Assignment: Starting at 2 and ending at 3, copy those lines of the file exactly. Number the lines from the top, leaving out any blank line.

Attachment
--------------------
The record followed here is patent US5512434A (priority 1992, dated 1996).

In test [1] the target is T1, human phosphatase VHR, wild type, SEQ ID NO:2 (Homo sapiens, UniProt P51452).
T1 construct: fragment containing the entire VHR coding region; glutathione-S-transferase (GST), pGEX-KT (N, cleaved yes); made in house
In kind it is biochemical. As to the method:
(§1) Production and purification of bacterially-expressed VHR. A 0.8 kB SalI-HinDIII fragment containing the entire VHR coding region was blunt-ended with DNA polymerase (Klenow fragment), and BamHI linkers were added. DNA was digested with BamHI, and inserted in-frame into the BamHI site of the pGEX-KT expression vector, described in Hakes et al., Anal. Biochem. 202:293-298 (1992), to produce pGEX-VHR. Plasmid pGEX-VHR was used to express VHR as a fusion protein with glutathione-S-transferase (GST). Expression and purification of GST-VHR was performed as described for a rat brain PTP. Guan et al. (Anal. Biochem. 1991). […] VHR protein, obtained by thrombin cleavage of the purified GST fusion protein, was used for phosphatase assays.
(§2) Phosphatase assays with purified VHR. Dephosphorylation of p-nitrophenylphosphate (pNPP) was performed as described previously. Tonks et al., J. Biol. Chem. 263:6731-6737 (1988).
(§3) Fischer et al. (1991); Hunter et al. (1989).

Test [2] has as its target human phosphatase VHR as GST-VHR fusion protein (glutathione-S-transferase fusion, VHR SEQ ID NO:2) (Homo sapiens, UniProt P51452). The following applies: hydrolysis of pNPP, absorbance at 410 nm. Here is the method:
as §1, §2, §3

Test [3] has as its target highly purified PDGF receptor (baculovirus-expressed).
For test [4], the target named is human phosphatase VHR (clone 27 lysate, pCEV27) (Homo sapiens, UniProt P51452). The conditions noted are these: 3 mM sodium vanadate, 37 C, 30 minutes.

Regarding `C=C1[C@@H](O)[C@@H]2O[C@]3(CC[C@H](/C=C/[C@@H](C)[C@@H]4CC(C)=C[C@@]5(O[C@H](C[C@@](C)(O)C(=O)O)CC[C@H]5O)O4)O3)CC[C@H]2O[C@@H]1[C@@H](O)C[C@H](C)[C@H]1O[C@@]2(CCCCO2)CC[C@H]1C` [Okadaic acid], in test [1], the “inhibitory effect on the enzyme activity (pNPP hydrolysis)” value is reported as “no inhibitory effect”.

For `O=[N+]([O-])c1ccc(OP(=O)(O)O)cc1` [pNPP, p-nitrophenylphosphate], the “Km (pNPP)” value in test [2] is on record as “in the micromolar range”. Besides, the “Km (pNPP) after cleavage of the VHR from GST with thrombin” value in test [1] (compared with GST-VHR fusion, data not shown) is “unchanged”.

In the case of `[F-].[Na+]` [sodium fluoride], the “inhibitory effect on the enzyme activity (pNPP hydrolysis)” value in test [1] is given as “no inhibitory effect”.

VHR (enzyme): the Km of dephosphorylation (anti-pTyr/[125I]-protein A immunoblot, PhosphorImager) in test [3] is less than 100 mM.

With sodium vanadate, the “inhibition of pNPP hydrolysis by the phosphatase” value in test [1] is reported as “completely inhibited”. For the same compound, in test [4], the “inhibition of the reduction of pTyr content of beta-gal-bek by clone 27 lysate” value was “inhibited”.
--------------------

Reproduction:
In test [1] the target is T1, human phosphatase VHR, wild type, SEQ ID NO:2 (Homo sapiens, UniProt P51452).
T1 construct: fragment containing the entire VHR coding region; glutathione-S-transferase (GST), pGEX-KT (N, cleaved yes); made in house